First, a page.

TouchDRO with Sherline Lathe and Mill

While software is my business's bread and butter, I sometimes am called upon to do mechanical prototyping. And my table top Sherline lathe and mill are indispensable. I bought the "ultimate machine" shop package about a year ago and after machining just a few pieces, I was tired of counting (or miscounting) the number of turns of the hand wheels to measure distance. DRO here I come. Sherline's own DRO solution is certainly an option. And so were several other mini-mill and lathe hacks. Neither, however, suited my aesthetic. So I set out to adapt Yuriy Krushelnytskiy’s TouchDRO project to my Sherline tools. Many different options were explored along the way, but the resulting design had these key features:

  • uses CUI's AMT102 rotary encoder ($23 each)
  • requires only adaptation of existing parts, easily modifiable by purchasing a new set of bushings ($30) and handwheels ($45)
  • inexpensive electronic components @ ~$10 including a tachometer
  • custom designed printed circuit board eliminates the need for lots of wiring
  • based on the teensyduino ($9) but compatible with any arduino-based microcontroller
  • the TouchDRO project's app is compatible with any Android device with bluetooth

Total cost, including an unbranded 7" android tablet from ebay: $250.


And includes all of TouchDRO's features:

  • Bluetooth connectivity support
  • Display for up to four axes
  • Support for metric an imperial units (mm and inch)
  • Support for standard DRO functions:
    • Tool Offset
    • Preset Dimension
    • “1/2” Function
    • Hole Circle (Arch)
    • Hole Grid
    • Point memory only limited by internal storage capacity of device
    • Multiple workspaces
    • Worskpace preview

Implementation details can be found here:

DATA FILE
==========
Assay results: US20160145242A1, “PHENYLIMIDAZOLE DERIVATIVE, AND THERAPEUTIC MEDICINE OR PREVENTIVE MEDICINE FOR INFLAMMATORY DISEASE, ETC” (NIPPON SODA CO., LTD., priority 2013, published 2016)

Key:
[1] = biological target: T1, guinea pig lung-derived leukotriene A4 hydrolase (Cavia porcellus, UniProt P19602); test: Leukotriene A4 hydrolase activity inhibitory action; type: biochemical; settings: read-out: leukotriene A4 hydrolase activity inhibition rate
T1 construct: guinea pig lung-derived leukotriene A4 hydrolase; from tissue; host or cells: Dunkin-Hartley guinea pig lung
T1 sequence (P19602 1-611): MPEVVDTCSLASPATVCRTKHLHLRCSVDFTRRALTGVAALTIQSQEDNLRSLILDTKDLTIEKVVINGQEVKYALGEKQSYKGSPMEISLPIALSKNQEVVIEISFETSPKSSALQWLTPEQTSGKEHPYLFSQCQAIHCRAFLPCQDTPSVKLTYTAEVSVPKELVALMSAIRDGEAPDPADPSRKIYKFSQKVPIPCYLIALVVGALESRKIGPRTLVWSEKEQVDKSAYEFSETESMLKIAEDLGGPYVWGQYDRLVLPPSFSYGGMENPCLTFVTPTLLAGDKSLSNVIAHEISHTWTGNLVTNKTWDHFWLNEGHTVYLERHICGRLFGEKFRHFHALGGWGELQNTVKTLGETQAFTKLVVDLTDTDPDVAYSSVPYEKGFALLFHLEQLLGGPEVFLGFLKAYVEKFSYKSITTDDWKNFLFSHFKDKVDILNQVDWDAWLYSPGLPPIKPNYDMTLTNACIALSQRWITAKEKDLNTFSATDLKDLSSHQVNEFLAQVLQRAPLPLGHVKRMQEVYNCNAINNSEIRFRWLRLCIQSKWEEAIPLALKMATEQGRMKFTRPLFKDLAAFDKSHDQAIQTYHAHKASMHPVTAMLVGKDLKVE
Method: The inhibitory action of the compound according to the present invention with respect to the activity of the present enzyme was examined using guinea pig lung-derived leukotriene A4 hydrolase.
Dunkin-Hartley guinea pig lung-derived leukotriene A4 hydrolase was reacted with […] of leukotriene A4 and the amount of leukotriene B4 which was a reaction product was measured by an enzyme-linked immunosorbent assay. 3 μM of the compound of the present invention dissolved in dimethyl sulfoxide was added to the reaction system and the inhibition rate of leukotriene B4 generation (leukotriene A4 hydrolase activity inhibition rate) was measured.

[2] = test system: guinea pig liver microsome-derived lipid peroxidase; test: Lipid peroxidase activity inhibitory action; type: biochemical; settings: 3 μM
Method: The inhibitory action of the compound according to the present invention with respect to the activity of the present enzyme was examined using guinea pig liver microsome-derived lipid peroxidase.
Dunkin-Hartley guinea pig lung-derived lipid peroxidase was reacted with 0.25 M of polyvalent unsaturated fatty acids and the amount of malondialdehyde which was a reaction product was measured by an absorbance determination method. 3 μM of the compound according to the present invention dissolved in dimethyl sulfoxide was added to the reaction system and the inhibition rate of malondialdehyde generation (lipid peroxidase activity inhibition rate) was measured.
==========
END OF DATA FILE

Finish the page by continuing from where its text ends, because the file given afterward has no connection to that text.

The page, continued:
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Sherline, TouchDRO : electronics

Not a lot of complexity in designing the electronic interface. The Teensyduino (LC) is small and low-cost ($9) and with the open-source quadrature encoding libraries, reading values from the AMT-102s was trivial. Sending the data to the TouchDRO was accomplished with a serial bluetooth module (HC-05) and the format is a simple text format of current values. No calculations are needed as the app takes care of translating the encoder output into distances. The tachometer was equally as simple with an infrared sensor module and the frequency measuring library.

Snippet of code for the teensyduino microcontroller:

 // read the current position of the encoders
   long _positionX =;
   long _positionY =;
   long _positionZ =;

  // if any of the positions have changed or periodic interupt triggered
  if( (_positionX != positionX) ||
  (_positionY != positionY) ||
  (_positionZ != positionZ) ||
    keepAlive.check() == 1) {

    // set new values to current values
    positionX = _positionX;
    positionY = _positionY;
    positionZ = _positionZ;

    // send current position to TouchDRO app via bluetooth serial interface
    Serial1.print(F("x")); Serial1.print((long)positionX); Serial1.print(F(";"));
    Serial1.print(F("y")); Serial1.print((long)positionY); Serial1.print(F(";"));
    Serial1.print(F("z")); Serial1.print((long)positionZ); Serial1.print(F(";"));

    // send current tach reading to TouchDRO app via bluetooth serial interface
    Serial1.print(F("t")); Serial1.print((long)frequency); Serial1.print(F(";"));

    // reset the periodic interupt


The schematic for the encoder interface:

touchdro board schematic v1

For proof-of-concept and testing, I pulled all the items together on a breadboard.


The original idea was to solder the components on a protoboard but it turned out to be easier to create a custom PCB. The free version of eagle was more than powerful to do the routing and communal PCB manufacturing at OSHPark made the price reasonable ( ~2.5"x2.25" board @ $5 a square inch for three copies).

touch dro board v1

I've made the code and eagle files available on github.

After about 2 weeks, I received this slick looking board:


Populated with the same components from the breadboard:


And a 3D-printed enclosure:



Step 1 Buy components. Parts can be ordered from websites like adafruit or sparkfun (or their UK, Australian, etc equivalents). If you don't mind waiting a little longer for shipping, some of the components can be ordered directly from the asian manufacturers via ebay for about 50% less.

Step 2 Get the board. There are several manufacturers that will do small runs for reasonable prices such as OSHPark. Some accept the Eagle CAD board files directly or it's easy to generate the necessary gerber files using the freeware version of Eagle CAD.

Step 3 Order the enclosure. I used shapeways to print the bottom and top of the enclosure. If you have your own 3D printer, the Solidwork CAD and STL files are included. Making your own is also an option as a project box can work too.